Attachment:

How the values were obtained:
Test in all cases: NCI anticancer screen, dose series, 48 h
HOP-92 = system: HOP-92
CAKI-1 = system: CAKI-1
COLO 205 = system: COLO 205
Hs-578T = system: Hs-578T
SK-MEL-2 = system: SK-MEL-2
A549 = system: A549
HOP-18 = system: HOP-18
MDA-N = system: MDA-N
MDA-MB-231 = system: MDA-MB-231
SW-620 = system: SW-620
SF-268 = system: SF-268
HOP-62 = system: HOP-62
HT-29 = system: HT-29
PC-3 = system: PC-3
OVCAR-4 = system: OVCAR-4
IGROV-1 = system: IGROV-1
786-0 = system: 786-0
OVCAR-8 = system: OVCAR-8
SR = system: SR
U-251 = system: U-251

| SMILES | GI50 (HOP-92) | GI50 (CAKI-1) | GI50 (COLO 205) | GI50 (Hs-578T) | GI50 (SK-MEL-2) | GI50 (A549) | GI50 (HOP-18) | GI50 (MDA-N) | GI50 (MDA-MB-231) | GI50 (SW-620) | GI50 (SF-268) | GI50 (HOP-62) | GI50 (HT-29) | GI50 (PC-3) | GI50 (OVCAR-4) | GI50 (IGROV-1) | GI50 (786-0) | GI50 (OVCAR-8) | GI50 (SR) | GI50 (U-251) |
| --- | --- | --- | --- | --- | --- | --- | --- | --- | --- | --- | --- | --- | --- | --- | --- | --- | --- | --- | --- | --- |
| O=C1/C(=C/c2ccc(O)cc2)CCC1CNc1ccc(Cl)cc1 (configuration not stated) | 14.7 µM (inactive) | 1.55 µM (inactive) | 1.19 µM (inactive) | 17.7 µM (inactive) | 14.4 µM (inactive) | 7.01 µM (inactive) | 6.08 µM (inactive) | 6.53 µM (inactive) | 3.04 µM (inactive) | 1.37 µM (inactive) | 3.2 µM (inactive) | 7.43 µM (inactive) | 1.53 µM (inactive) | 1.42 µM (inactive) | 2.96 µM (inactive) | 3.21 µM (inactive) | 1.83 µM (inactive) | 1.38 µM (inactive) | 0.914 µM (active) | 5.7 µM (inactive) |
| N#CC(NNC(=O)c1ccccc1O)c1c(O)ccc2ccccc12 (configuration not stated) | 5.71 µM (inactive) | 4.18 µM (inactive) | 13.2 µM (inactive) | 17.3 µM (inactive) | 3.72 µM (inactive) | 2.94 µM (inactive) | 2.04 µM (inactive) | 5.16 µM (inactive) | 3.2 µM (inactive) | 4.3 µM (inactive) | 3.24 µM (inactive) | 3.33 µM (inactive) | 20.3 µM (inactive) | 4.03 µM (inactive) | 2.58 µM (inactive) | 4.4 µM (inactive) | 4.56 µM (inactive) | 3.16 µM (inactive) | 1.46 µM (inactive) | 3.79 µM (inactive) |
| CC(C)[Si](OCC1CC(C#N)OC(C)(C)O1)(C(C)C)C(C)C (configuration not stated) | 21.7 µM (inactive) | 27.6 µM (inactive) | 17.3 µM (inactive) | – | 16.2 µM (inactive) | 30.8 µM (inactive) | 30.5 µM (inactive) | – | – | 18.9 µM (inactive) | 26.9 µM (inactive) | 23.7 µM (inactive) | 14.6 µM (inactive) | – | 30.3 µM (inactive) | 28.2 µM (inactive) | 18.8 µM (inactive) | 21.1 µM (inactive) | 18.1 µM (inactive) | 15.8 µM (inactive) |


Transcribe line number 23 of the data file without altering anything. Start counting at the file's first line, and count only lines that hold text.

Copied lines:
| SMILES | GI50 (HOP-92) | GI50 (CAKI-1) | GI50 (COLO 205) | GI50 (Hs-578T) | GI50 (SK-MEL-2) | GI50 (A549) | GI50 (HOP-18) | GI50 (MDA-N) | GI50 (MDA-MB-231) | GI50 (SW-620) | GI50 (SF-268) | GI50 (HOP-62) | GI50 (HT-29) | GI50 (PC-3) | GI50 (OVCAR-4) | GI50 (IGROV-1) | GI50 (786-0) | GI50 (OVCAR-8) | GI50 (SR) | GI50 (U-251) |